Despite scoring 17 goals and assisting 16 more in just 27 Bundesliga matches for Borussia Dortmund, Sancho has just 6 goal contributions in 11 caps for England, which is comparatively low, especially given that 3 of those came in one game. Sancho has not quite hit his stride with the national team, yet recent news reports from reliable news sources could change things, claiming that Jadon Sancho is close to a move to Manchester United. Sancho remains the only player amongst the England setup who plays abroad, and moving back into the country will mean less travel for matches, and make him feel more at home in the side.
England’s success undoubtedly depends on whether France can maintain its dominance, or if Portugal and the Netherlands rise with their own talent. Spain, Germany and Italy all remain a force as well. It’s clear though, that with the talent coming through combined with the silver lining amidst the pandemic that gives some players another year to grow and regain form all point to England’s best chance at winning silverware in the 21st century. We will have to wait another year to see, but a growing amount of belief will no doubt surround Gareth Southgate’s young lions.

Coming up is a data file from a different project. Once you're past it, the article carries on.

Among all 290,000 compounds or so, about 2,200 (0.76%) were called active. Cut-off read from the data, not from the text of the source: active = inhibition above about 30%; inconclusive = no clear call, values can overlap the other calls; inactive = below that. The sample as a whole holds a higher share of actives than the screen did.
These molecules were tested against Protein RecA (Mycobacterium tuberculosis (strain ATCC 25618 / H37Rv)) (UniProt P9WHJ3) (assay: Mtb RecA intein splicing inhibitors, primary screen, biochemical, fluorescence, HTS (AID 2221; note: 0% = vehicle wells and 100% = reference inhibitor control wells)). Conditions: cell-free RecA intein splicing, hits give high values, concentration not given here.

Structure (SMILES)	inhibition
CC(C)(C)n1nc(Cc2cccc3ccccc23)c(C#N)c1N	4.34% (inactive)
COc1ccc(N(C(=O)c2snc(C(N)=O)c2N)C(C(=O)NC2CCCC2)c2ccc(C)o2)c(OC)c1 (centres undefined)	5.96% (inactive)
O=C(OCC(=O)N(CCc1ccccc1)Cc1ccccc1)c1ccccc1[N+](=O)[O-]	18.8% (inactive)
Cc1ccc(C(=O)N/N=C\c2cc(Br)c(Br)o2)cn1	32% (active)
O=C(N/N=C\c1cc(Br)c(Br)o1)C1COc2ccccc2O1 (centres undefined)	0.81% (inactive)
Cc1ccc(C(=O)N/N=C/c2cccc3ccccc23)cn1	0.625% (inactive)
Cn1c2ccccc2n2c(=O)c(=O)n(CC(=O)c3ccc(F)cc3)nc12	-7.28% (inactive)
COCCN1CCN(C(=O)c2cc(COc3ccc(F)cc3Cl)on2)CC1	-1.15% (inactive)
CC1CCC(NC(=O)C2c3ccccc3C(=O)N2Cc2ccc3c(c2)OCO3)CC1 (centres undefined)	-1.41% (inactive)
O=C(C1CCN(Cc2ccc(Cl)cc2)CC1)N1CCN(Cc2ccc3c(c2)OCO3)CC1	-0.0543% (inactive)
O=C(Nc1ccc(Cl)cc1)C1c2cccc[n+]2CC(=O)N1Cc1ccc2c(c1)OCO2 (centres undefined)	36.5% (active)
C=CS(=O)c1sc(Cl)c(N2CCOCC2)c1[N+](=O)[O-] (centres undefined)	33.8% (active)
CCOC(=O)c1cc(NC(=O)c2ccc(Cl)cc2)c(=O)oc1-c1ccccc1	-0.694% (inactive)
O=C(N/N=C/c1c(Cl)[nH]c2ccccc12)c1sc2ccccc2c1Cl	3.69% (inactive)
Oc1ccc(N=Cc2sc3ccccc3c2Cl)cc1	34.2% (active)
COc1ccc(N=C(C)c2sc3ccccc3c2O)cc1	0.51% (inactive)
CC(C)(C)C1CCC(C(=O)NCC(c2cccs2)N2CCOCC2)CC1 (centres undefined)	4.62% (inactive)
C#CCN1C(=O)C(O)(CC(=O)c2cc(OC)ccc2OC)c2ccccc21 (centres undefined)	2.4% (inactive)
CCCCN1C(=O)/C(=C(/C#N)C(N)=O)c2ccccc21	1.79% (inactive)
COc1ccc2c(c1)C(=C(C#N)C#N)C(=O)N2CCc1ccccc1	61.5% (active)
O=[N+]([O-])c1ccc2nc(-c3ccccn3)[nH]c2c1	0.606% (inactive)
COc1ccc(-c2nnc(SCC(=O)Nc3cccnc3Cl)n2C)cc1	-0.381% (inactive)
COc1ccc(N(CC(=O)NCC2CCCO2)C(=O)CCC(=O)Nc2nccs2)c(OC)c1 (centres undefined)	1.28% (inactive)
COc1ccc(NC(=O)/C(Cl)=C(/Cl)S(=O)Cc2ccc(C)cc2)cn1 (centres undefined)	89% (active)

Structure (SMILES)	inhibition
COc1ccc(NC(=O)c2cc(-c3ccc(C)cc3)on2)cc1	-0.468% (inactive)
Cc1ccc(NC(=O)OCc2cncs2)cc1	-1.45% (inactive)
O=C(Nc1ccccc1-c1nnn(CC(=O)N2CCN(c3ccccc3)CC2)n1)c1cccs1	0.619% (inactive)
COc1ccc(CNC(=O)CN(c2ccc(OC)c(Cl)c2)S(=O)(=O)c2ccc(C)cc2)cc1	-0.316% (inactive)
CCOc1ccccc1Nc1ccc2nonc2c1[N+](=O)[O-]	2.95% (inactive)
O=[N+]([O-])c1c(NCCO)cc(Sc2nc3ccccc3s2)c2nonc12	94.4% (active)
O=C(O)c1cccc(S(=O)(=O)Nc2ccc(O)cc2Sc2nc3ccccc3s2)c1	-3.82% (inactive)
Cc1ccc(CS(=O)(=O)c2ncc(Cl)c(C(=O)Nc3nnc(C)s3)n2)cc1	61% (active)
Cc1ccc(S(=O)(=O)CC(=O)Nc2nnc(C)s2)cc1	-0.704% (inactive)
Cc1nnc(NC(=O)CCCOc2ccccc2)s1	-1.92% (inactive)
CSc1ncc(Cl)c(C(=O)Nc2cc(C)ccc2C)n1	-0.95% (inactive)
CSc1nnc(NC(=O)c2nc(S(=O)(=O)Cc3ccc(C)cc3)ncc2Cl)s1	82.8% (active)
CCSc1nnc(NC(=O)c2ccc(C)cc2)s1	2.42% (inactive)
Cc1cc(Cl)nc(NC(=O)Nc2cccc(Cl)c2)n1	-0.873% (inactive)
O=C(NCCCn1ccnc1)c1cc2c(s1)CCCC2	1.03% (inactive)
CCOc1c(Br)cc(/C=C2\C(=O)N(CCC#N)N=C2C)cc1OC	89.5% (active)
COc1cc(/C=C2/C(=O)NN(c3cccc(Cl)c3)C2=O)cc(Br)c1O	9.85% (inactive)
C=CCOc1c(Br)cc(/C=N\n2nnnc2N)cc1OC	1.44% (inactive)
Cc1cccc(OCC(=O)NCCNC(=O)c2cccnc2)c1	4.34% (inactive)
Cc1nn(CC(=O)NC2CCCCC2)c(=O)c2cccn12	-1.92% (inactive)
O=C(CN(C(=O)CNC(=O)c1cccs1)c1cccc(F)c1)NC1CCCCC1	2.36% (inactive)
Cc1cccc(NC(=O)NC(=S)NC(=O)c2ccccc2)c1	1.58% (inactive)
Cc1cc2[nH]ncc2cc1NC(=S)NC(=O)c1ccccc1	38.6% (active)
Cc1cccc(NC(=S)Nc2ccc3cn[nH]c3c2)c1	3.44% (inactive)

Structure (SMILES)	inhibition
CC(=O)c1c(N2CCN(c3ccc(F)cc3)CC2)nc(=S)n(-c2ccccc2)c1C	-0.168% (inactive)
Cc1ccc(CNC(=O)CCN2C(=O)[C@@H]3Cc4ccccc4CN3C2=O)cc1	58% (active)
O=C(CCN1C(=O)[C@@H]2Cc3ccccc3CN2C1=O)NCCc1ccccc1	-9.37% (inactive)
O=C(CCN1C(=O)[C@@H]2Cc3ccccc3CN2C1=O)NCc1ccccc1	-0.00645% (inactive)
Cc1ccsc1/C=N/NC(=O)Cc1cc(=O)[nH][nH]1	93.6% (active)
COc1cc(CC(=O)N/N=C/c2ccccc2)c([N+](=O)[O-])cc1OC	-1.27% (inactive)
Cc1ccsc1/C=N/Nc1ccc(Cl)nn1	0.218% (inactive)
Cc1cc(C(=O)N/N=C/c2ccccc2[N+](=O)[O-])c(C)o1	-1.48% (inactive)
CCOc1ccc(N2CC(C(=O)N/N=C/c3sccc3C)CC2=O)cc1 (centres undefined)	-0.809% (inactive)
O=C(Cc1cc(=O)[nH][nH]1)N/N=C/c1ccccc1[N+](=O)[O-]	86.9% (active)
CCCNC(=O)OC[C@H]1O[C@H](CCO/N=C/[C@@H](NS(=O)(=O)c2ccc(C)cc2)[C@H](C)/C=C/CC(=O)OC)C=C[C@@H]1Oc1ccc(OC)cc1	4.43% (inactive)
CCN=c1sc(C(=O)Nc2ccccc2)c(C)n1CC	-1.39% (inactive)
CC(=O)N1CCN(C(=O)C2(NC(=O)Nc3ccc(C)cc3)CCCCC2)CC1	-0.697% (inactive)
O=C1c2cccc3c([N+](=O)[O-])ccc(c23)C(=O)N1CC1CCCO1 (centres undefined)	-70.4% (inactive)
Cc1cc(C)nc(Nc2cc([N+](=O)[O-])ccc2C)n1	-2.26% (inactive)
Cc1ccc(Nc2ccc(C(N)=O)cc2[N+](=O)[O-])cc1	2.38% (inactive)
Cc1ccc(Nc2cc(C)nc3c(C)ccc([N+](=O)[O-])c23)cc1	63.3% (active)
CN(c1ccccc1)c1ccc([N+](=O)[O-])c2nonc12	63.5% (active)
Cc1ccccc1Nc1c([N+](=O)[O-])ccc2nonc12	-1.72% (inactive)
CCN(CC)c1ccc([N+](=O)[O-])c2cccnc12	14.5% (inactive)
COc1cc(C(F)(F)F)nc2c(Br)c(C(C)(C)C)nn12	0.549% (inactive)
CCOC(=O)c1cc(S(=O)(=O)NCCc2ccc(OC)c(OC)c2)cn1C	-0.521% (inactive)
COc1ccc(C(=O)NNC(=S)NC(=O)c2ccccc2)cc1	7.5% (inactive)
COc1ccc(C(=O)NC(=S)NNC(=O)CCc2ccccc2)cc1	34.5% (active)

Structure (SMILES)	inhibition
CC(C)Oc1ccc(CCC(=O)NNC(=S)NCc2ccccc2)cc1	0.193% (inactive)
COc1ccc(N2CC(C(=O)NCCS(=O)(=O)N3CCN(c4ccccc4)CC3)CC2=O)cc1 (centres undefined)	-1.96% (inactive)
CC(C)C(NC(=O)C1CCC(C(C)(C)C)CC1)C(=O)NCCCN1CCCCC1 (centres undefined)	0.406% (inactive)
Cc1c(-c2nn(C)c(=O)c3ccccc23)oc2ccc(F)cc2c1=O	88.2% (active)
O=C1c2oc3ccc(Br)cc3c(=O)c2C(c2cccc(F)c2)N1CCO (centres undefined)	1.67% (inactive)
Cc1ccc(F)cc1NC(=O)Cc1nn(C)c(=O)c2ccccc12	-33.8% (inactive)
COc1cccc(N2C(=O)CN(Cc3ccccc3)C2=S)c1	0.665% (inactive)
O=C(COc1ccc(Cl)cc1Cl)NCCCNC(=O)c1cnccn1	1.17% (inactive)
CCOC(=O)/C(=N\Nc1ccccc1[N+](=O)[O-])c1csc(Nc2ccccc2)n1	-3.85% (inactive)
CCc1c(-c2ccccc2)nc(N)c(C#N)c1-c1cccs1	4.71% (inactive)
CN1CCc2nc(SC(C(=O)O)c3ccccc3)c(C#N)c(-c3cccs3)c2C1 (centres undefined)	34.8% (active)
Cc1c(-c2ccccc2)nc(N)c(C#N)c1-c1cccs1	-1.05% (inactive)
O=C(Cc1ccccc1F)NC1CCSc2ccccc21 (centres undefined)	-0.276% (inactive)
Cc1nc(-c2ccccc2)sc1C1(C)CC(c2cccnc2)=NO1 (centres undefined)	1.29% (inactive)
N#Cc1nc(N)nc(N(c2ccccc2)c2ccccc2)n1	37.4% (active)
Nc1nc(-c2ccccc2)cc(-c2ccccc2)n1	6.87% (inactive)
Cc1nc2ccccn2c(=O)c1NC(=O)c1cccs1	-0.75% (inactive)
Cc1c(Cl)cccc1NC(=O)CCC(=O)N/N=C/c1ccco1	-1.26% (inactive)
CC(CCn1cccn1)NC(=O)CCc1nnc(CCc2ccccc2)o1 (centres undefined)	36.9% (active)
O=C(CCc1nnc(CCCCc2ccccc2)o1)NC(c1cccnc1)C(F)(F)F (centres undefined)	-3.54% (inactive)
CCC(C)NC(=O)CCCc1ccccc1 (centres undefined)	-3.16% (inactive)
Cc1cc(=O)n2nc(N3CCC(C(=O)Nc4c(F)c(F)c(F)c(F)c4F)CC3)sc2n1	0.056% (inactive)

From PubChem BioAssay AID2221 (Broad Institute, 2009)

Written by Alex Barker | Feature image by PAUL ELLIS/AFP via Getty Images